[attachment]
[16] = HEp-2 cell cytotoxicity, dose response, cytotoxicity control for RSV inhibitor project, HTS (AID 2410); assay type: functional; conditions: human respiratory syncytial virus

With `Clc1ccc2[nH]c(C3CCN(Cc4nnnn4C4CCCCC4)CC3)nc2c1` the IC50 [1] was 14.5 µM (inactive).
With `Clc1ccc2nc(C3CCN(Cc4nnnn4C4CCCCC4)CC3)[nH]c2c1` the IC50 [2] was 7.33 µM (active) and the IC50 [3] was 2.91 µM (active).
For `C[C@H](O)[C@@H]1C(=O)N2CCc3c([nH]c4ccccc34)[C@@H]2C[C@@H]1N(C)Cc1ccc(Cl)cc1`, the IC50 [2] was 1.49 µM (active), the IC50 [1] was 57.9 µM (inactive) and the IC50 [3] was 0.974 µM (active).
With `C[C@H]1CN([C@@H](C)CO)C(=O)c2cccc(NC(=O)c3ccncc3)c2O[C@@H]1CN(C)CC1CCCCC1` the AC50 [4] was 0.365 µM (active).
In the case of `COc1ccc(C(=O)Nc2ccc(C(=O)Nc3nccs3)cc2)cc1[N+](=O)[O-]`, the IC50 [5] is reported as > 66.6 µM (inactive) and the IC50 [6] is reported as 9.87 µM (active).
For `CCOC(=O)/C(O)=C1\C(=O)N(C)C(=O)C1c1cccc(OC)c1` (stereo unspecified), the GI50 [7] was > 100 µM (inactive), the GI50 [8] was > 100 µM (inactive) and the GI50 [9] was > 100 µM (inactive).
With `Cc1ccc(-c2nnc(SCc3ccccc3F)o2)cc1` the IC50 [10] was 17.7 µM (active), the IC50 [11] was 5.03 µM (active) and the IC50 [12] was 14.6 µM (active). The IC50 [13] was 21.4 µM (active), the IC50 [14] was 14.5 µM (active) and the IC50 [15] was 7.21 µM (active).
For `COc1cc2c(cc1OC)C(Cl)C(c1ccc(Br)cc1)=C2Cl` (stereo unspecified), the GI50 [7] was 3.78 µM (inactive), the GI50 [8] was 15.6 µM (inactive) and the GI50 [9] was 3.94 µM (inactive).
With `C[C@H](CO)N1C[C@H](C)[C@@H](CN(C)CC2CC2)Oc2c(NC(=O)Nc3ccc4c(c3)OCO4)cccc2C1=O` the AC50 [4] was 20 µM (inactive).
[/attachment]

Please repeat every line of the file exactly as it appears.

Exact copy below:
[16] = HEp-2 cell cytotoxicity, dose response, cytotoxicity control for RSV inhibitor project, HTS (AID 2410); assay type: functional; conditions: human respiratory syncytial virus

With `Clc1ccc2[nH]c(C3CCN(Cc4nnnn4C4CCCCC4)CC3)nc2c1` the IC50 [1] was 14.5 µM (inactive).
With `Clc1ccc2nc(C3CCN(Cc4nnnn4C4CCCCC4)CC3)[nH]c2c1` the IC50 [2] was 7.33 µM (active) and the IC50 [3] was 2.91 µM (active).
For `C[C@H](O)[C@@H]1C(=O)N2CCc3c([nH]c4ccccc34)[C@@H]2C[C@@H]1N(C)Cc1ccc(Cl)cc1`, the IC50 [2] was 1.49 µM (active), the IC50 [1] was 57.9 µM (inactive) and the IC50 [3] was 0.974 µM (active).
With `C[C@H]1CN([C@@H](C)CO)C(=O)c2cccc(NC(=O)c3ccncc3)c2O[C@@H]1CN(C)CC1CCCCC1` the AC50 [4] was 0.365 µM (active).
In the case of `COc1ccc(C(=O)Nc2ccc(C(=O)Nc3nccs3)cc2)cc1[N+](=O)[O-]`, the IC50 [5] is reported as > 66.6 µM (inactive) and the IC50 [6] is reported as 9.87 µM (active).
For `CCOC(=O)/C(O)=C1\C(=O)N(C)C(=O)C1c1cccc(OC)c1` (stereo unspecified), the GI50 [7] was > 100 µM (inactive), the GI50 [8] was > 100 µM (inactive) and the GI50 [9] was > 100 µM (inactive).
With `Cc1ccc(-c2nnc(SCc3ccccc3F)o2)cc1` the IC50 [10] was 17.7 µM (active), the IC50 [11] was 5.03 µM (active) and the IC50 [12] was 14.6 µM (active). The IC50 [13] was 21.4 µM (active), the IC50 [14] was 14.5 µM (active) and the IC50 [15] was 7.21 µM (active).
For `COc1cc2c(cc1OC)C(Cl)C(c1ccc(Br)cc1)=C2Cl` (stereo unspecified), the GI50 [7] was 3.78 µM (inactive), the GI50 [8] was 15.6 µM (inactive) and the GI50 [9] was 3.94 µM (inactive).
With `C[C@H](CO)N1C[C@H](C)[C@@H](CN(C)CC2CC2)Oc2c(NC(=O)Nc3ccc4c(c3)OCO4)cccc2C1=O` the AC50 [4] was 20 µM (inactive).